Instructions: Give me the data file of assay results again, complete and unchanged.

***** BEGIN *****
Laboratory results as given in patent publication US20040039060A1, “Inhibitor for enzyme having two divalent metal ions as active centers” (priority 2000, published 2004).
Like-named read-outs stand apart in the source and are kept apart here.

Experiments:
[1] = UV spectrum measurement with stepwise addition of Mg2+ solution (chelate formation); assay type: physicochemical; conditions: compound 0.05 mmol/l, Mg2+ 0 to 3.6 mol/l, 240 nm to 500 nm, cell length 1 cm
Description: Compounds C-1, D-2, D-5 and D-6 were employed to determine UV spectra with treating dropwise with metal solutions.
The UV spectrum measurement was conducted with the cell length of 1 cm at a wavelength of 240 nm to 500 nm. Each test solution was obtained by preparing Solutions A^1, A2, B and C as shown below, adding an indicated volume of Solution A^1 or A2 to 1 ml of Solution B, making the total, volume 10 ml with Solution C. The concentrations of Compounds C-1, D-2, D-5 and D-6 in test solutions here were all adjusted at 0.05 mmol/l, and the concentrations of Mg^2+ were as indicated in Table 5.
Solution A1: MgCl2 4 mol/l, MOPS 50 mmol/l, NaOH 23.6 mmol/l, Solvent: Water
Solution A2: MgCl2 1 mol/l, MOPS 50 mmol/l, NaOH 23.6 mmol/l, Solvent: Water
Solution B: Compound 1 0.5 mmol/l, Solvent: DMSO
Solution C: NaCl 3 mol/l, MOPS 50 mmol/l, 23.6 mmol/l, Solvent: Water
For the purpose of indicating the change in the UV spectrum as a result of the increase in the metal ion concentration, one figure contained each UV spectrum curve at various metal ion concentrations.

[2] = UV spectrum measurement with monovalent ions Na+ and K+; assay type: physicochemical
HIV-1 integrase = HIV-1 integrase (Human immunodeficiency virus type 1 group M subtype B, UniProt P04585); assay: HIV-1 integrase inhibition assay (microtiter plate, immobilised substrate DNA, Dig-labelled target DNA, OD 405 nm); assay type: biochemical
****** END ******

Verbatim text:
Laboratory results as given in patent publication US20040039060A1, “Inhibitor for enzyme having two divalent metal ions as active centers” (priority 2000, published 2004).
Like-named read-outs stand apart in the source and are kept apart here.

Experiments:
[1] = UV spectrum measurement with stepwise addition of Mg2+ solution (chelate formation); assay type: physicochemical; conditions: compound 0.05 mmol/l, Mg2+ 0 to 3.6 mol/l, 240 nm to 500 nm, cell length 1 cm
Description: Compounds C-1, D-2, D-5 and D-6 were employed to determine UV spectra with treating dropwise with metal solutions.
The UV spectrum measurement was conducted with the cell length of 1 cm at a wavelength of 240 nm to 500 nm. Each test solution was obtained by preparing Solutions A^1, A2, B and C as shown below, adding an indicated volume of Solution A^1 or A2 to 1 ml of Solution B, making the total, volume 10 ml with Solution C. The concentrations of Compounds C-1, D-2, D-5 and D-6 in test solutions here were all adjusted at 0.05 mmol/l, and the concentrations of Mg^2+ were as indicated in Table 5.
Solution A1: MgCl2 4 mol/l, MOPS 50 mmol/l, NaOH 23.6 mmol/l, Solvent: Water
Solution A2: MgCl2 1 mol/l, MOPS 50 mmol/l, NaOH 23.6 mmol/l, Solvent: Water
Solution B: Compound 1 0.5 mmol/l, Solvent: DMSO
Solution C: NaCl 3 mol/l, MOPS 50 mmol/l, 23.6 mmol/l, Solvent: Water
For the purpose of indicating the change in the UV spectrum as a result of the increase in the metal ion concentration, one figure contained each UV spectrum curve at various metal ion concentrations.

[2] = UV spectrum measurement with monovalent ions Na+ and K+; assay type: physicochemical
HIV-1 integrase = HIV-1 integrase (Human immunodeficiency virus type 1 group M subtype B, UniProt P04585); assay: HIV-1 integrase inhibition assay (microtiter plate, immobilised substrate DNA, Dig-labelled target DNA, OD 405 nm); assay type: biochemical